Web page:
Enacting Consequences: How to Punish your Party Fairly without Killing Them

Enacting Consequences: How to Punish your Party Fairly without Killing Them

The beauty of DnD and all TTRPGs is the fluidity which it encapsulates. Where a video game only has a small number of possible outcomes in any given situation, the options that a DM can come up with are limitless. However, unlike video games DnD characters can die forever, which makes mistakes and consequences more severe. So, how do you reconcile potentially extreme results of mundane actions, and to the inverse, how do you punish characters that have become so strong they're hard to kill outright? Let's take a look.


One of the most tried and true methods of showing a PC's actions have consequences is by tying in something from their backstory. This method relies upon having a decent backstory, which is why it's so important to have a session 0 and get a little bit of something from each player on where their character comes from. Again, this doesn't necessarily mean killing off a person from a character's backstory, it could instead mean being forgotten in your hometown, having your wife remarry, or even simply losing sight of the reason you left your home to begin with. Having a character's backstory interact with them makes the character and the consequences feel more real.

Curses and Loot

Players love their items. Conquering a dungeon and being able to gather a bunch of cool stuff is super fun and satisfying. But if the players begin to warp their morals in the name of materialistic goods, value things differently then how they perhaps should or used to, then using items as a road to teach a lesson can be very effective. Sometimes this can come in the form of placing curses on items. Sometimes it can mean taking items away from players through theft, damage or law enforcement. If you want to get super vindictive, you can make a piece of loot incredibly important to the party's success, but make the item itself weak. There are a variety of ways to go about it, but sometimes hitting the party in the rucksack is where it will hurt them the most.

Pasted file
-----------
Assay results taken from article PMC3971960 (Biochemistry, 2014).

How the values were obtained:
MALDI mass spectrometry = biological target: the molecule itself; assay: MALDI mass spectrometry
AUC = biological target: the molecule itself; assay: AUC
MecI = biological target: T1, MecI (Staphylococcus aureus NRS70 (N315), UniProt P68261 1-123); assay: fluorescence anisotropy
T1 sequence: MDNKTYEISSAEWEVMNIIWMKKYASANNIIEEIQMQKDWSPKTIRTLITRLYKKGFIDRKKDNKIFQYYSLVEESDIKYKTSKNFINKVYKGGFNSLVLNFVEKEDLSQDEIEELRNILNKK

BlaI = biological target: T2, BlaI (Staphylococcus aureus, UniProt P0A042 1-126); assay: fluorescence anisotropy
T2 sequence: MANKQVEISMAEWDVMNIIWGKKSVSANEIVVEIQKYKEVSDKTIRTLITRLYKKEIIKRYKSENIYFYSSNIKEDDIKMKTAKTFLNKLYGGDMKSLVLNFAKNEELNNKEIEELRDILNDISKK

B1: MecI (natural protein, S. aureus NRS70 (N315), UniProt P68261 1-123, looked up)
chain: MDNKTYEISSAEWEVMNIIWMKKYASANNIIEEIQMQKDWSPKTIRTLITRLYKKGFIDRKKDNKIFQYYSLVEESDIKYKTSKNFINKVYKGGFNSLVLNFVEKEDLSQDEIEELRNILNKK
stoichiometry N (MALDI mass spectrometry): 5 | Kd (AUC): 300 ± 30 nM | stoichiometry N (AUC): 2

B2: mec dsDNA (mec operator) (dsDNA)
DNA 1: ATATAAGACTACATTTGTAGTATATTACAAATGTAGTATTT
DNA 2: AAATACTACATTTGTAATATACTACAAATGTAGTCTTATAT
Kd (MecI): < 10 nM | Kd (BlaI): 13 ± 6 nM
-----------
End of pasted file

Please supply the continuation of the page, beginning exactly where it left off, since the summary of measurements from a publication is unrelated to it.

The later in a campaign you get the harder it is to hurt and kill your party. In general this is good, it makes the players feel stronger and means the game stays dynamic. But when the party is rich and strong enough to Revivify anyone who dies, how do you keep making them feel the consequences of their actions? Well, maybe they survive but at what cost? Take away a fighter's use of his sword hand and is he still a fighter? Remove an eye from a wizard who needs to be constantly reading. I would say don't mess with actual stats if you can help it, but to be constantly reminded that a character's actions resulted in them struggling way more in the day to day may make them rethink what they want to do.

NPC Attitudes

The NPCs that players interact with shape the game in so many ways. Having them change their opinions on the party, openly or subtly, will go a long way to making the players see what kind of an affect they're having on the world. The beauty of having NPC reactions be so prominent is that it can go both ways. Bringing around an NPC that hates the party and making them see that the party is good can be incredibly satisfying, and likewise having a character that the players love start to openly hate them would be devastating. Since the DM controls the NPCs, it's an easy, straightforward way to show your players how they are interacting with the world.

This is not an exhaustive list, and like anything in DnD, the best fit for your group is the one that you think is best. That being said, hopefully this little article has helped to inspire, provide ideas, or get the ball rolling on a plot point in your campaign. If you ever need anything from us, feel free to reach out. We love hearing from you and we're always looking for new ideas!

Back to blog

Leave a comment

Please note, comments need to be approved before they are published.